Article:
Press association warns of "anti-democratic" attitude of governments throughout the hemisphere

By Ingrid Bachmann

Alejandro Aguirre, president of the Inter American Press Association (IAPA) said that in Latin America, democratically elected governments are falling to authoritarianism and increasingly restricting press freedom, reported Voice of America.

In a press conference, Aguirre gave the examples of VenezuelaEcuadorNicaraguaArgentina and Brazil, as cases where antagonistic relationships between authorities and the media have emerged, and where laws have been created that limit freedom of expression, according to the news agencies EFE and AFP.

In the case of Venezuela, Aguirre said that the arrest order for Guillermo Zuloaga, owner of the opposition station Globovisión, “demonstrates that the Caracas government does not tolerate freedom of expression."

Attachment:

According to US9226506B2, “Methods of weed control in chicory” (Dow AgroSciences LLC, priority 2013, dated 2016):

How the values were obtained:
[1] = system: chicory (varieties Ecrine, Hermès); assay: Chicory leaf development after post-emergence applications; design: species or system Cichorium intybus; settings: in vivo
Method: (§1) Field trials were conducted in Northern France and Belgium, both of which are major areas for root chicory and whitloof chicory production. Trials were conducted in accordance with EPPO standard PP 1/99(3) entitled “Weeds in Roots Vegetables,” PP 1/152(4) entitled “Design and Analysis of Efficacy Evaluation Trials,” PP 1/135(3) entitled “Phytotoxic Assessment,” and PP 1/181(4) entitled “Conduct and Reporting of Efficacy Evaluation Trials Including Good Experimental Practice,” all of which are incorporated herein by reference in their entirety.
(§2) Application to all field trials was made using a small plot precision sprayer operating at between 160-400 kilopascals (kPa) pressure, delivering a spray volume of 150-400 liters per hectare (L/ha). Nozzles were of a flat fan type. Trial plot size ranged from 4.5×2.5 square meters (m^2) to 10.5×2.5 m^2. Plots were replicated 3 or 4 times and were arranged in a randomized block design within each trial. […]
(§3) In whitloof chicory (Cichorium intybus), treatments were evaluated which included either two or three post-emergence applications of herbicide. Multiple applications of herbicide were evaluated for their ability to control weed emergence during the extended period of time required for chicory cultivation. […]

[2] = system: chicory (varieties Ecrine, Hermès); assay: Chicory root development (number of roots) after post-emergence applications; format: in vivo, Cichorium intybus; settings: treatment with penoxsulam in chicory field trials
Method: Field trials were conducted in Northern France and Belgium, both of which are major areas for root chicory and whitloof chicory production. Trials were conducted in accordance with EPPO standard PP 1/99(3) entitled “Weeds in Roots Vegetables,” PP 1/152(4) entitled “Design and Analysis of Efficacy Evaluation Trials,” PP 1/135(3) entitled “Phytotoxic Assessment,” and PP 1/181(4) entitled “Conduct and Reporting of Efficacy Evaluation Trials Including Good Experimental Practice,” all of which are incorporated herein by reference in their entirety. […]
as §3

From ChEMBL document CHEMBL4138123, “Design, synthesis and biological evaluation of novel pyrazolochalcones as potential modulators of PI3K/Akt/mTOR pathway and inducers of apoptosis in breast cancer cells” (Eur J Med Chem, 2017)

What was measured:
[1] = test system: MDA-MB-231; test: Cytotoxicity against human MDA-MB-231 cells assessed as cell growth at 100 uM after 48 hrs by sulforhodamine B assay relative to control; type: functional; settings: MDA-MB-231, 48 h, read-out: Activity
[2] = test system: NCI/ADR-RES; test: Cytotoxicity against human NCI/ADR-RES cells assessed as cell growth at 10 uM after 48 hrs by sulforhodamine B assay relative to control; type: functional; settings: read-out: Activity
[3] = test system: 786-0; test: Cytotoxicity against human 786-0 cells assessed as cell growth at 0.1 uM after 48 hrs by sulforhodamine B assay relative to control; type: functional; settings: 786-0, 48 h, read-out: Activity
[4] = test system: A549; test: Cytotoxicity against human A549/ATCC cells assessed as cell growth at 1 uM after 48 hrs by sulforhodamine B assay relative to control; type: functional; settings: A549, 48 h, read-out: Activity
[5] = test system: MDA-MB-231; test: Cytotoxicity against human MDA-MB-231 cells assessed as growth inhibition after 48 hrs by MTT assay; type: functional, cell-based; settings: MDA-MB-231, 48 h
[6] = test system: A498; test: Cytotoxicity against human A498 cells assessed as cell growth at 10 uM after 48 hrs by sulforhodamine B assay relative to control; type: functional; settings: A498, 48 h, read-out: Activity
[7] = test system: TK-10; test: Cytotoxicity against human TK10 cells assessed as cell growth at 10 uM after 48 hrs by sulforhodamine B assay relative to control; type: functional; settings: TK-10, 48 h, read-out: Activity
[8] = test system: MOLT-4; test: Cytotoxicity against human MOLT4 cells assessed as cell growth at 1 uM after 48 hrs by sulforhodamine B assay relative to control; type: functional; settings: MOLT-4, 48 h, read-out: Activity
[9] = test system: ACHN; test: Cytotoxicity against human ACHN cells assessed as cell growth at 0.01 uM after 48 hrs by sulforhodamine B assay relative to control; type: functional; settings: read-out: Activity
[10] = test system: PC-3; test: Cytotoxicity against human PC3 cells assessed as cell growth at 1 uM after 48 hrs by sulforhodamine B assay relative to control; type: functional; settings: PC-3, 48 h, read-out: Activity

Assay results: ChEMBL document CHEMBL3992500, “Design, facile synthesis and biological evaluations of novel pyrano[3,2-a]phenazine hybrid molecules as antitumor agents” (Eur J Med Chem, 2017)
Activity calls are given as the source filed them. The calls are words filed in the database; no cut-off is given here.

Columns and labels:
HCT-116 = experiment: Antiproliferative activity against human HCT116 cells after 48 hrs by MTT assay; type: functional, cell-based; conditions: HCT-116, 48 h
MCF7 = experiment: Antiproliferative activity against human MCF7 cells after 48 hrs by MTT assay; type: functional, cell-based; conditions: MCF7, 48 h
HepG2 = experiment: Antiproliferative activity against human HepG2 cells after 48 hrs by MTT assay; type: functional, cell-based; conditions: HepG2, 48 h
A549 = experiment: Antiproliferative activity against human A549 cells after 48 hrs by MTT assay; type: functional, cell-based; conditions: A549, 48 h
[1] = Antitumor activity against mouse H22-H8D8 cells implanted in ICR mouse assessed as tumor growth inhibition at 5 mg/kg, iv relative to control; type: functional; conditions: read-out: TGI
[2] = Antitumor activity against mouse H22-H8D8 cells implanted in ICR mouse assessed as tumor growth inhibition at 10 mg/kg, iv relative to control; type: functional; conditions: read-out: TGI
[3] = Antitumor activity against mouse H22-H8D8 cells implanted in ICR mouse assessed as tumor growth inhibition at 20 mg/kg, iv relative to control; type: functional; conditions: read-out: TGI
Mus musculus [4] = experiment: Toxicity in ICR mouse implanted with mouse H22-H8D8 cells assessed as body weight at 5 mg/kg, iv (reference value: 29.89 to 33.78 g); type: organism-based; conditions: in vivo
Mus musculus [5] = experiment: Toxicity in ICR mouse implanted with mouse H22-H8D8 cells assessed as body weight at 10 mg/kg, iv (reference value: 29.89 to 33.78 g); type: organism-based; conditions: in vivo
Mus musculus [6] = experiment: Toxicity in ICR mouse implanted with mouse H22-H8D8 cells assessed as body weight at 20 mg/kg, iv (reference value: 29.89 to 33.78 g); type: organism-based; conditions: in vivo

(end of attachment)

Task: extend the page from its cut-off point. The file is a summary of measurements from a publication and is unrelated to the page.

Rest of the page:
IAPA said in a statement that the violence against journalists is threatening democracy in the Americas, and the group called on governments and multilateral organizations to join forces to fight the climate of violence and impunity the press is facing. “Our experience tells us that this is already a problem that one government alone cannot resolve,” Aguirre said.

IAPA board members also were concerned about the government's use of state advertising in Argentina, Guatemala, Ecuador and Nicaragua, and they criticized the restrictions on Brazilian media covering elections.

Note from the editor: This story was originally published by the Knight Center’s blog Journalism in the Americas, the predecessor of LatAm Journalism Review.